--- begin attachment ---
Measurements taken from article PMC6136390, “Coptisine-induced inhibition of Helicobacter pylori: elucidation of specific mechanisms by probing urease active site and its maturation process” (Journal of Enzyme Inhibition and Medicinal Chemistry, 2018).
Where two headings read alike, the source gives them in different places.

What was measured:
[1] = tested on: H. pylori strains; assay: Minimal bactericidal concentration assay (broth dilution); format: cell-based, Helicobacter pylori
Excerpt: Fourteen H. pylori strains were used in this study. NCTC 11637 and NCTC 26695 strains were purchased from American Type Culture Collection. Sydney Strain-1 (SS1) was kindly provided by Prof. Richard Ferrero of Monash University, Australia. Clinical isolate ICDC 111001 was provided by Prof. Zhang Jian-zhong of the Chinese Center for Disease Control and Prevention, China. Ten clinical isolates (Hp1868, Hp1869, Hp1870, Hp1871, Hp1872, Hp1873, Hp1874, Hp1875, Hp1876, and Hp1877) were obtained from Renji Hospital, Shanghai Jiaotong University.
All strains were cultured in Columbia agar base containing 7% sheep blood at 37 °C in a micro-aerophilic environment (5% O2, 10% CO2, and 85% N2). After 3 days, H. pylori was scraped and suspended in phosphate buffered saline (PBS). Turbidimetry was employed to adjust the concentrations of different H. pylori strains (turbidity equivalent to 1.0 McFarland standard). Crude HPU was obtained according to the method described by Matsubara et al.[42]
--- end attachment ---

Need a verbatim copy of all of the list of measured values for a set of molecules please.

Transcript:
Measurements taken from article PMC6136390, “Coptisine-induced inhibition of Helicobacter pylori: elucidation of specific mechanisms by probing urease active site and its maturation process” (Journal of Enzyme Inhibition and Medicinal Chemistry, 2018).
Where two headings read alike, the source gives them in different places.

What was measured:
[1] = tested on: H. pylori strains; assay: Minimal bactericidal concentration assay (broth dilution); format: cell-based, Helicobacter pylori
Excerpt: Fourteen H. pylori strains were used in this study. NCTC 11637 and NCTC 26695 strains were purchased from American Type Culture Collection. Sydney Strain-1 (SS1) was kindly provided by Prof. Richard Ferrero of Monash University, Australia. Clinical isolate ICDC 111001 was provided by Prof. Zhang Jian-zhong of the Chinese Center for Disease Control and Prevention, China. Ten clinical isolates (Hp1868, Hp1869, Hp1870, Hp1871, Hp1872, Hp1873, Hp1874, Hp1875, Hp1876, and Hp1877) were obtained from Renji Hospital, Shanghai Jiaotong University.
All strains were cultured in Columbia agar base containing 7% sheep blood at 37 °C in a micro-aerophilic environment (5% O2, 10% CO2, and 85% N2). After 3 days, H. pylori was scraped and suspended in phosphate buffered saline (PBS). Turbidimetry was employed to adjust the concentrations of different H. pylori strains (turbidity equivalent to 1.0 McFarland standard). Crude HPU was obtained according to the method described by Matsubara et al.[42]